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Meet the Adversaries


Forewarned is forearmed, and nowhere is this sentiment more true than in the field of cybersecurity.  When George Kurtz and his team founded CrowdStrike, they enshrined this philosophy at the very core of the company’s mission, and the saying “You don’t have a malware problem, you have an adversary problem,” became our calling card.  It was George’s contention that if we were going to be successful in helping companies protect their networks and information assets from the ‘bad guys’ then the malware was just a symptom of a larger problem and the most robust security posture was rooted in understanding ‘who’ was unleashing that malware. In short, understanding the adversary is the key to protecting against attacks because, while you can’t foresee all attacks, you can at least use intelligence from the past to inform possible future assaults and help mitigate consequences. Consuming adversary intelligence is important to enterprises because in order to protect yourself, you need to know both who will come after you and how they will come after you.

Our intelligence team is dedicated to tracking the activities of threat actor groups and understanding as much as possible about each. In 2013, we tracked more than 50 adversaries, the most recent of which, Putter Panda, is the subject of our recently released intelligence report.

We use a cryptonym system for adversary categorization. So Putter Panda isn’t just a pet name; it designates both the adversary’s nation-state and the group they targeted…in this case, golf-playing conference attendees in the space technology sector.

Some adversaries are tied to nation-state actors—in this case, “Panda” is the umbrella term for all nation-state activity tied to the People’s Republic of China. Non-nation-state based adversaries are categorized not by location but by intention; for instance, activist groups like the Syrian Electronic Army, are categorized as “Jackal,” which expresses both intent and motivation. The following is the cryptonym system that Crowdstrike uses for adversary categorization:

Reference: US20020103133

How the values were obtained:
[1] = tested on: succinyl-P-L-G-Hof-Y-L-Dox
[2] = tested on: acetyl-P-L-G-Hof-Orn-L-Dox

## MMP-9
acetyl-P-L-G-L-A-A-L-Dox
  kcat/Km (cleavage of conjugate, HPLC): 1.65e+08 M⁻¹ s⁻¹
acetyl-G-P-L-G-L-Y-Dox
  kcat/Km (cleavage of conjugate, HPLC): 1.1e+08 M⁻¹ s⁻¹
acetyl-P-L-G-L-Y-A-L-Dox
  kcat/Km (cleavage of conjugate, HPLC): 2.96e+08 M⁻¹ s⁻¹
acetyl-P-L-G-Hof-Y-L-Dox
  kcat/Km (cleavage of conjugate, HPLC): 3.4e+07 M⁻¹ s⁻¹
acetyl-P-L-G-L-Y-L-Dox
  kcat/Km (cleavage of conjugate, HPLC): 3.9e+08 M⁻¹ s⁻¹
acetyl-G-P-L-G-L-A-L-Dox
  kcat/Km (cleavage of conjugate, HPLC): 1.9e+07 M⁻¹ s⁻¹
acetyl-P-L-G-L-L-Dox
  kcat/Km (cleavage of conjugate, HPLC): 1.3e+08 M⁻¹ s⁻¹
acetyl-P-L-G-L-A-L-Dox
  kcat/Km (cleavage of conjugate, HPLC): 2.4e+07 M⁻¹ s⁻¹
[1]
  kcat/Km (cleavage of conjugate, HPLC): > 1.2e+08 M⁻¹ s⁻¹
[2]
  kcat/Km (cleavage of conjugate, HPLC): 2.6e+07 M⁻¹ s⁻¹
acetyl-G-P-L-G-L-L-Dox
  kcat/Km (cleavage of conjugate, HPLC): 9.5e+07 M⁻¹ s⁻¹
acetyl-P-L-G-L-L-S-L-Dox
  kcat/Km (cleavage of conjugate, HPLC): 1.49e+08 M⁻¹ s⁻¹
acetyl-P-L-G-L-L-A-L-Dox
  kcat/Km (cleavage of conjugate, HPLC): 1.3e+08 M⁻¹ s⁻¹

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Nation-State-Based Adversaries

Panda = China
Bear = Russia
Kitten = Iran
India = Tiger
North Korea = Chollima (a mythical winged horse)

Non-Nation-State Adversaries

Jackal = Activist groups
Spider = Criminal groups

You can read more about all the adversaries we tracked during 2013 in our Global Threat Report: 2013 Year in Review, and more specifically about Putter Panda in our Intelligence Report: Putter Panda.

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Adam Meyers

Adam Meyers has authored numerous papers for peer-reviewed industry venues and has received awards for his dedication to the information security industry. As Vice President of Intelligence for Crowdstrike, Meyers oversees all of CrowdStrike’s intelligence gathering and cyber-adversarial monitoring activities. Previously, Meyers was the Director of Cyber Security Intelligence with the National Products and Offerings Division of SRA International where he provided technical expertise at the tactical level and strategic guidance on overall security program objectives.


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